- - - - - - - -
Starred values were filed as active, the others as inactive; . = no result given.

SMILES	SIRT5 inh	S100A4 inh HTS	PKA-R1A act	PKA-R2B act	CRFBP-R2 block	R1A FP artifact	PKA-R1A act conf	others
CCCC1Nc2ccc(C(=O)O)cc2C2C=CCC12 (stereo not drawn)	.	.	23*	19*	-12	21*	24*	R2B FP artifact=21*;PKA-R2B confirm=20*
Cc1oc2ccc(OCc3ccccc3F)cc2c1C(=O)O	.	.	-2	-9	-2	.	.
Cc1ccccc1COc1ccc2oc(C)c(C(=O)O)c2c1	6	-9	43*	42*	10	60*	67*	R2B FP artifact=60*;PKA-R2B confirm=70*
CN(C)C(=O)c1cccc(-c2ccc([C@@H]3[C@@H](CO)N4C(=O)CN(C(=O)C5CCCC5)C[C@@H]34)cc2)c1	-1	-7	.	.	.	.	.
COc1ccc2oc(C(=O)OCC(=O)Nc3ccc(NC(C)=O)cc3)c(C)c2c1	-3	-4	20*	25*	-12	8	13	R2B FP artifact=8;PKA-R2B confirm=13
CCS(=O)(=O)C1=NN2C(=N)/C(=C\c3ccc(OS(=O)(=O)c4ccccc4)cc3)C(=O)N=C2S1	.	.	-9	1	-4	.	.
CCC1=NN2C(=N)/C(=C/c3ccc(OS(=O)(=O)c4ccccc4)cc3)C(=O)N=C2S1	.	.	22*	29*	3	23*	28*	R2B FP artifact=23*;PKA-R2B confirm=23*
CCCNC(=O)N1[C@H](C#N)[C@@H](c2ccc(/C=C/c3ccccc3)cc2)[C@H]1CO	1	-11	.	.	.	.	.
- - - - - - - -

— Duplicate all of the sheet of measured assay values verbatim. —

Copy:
Starred values were filed as active, the others as inactive; . = no result given.

SMILES	SIRT5 inh	S100A4 inh HTS	PKA-R1A act	PKA-R2B act	CRFBP-R2 block	R1A FP artifact	PKA-R1A act conf	others
CCCC1Nc2ccc(C(=O)O)cc2C2C=CCC12 (stereo not drawn)	.	.	23*	19*	-12	21*	24*	R2B FP artifact=21*;PKA-R2B confirm=20*
Cc1oc2ccc(OCc3ccccc3F)cc2c1C(=O)O	.	.	-2	-9	-2	.	.
Cc1ccccc1COc1ccc2oc(C)c(C(=O)O)c2c1	6	-9	43*	42*	10	60*	67*	R2B FP artifact=60*;PKA-R2B confirm=70*
CN(C)C(=O)c1cccc(-c2ccc([C@@H]3[C@@H](CO)N4C(=O)CN(C(=O)C5CCCC5)C[C@@H]34)cc2)c1	-1	-7	.	.	.	.	.
COc1ccc2oc(C(=O)OCC(=O)Nc3ccc(NC(C)=O)cc3)c(C)c2c1	-3	-4	20*	25*	-12	8	13	R2B FP artifact=8;PKA-R2B confirm=13
CCS(=O)(=O)C1=NN2C(=N)/C(=C\c3ccc(OS(=O)(=O)c4ccccc4)cc3)C(=O)N=C2S1	.	.	-9	1	-4	.	.
CCC1=NN2C(=N)/C(=C/c3ccc(OS(=O)(=O)c4ccccc4)cc3)C(=O)N=C2S1	.	.	22*	29*	3	23*	28*	R2B FP artifact=23*;PKA-R2B confirm=23*
CCCNC(=O)N1[C@H](C#N)[C@@H](c2ccc(/C=C/c3ccccc3)cc2)[C@H]1CO	1	-11	.	.	.	.	.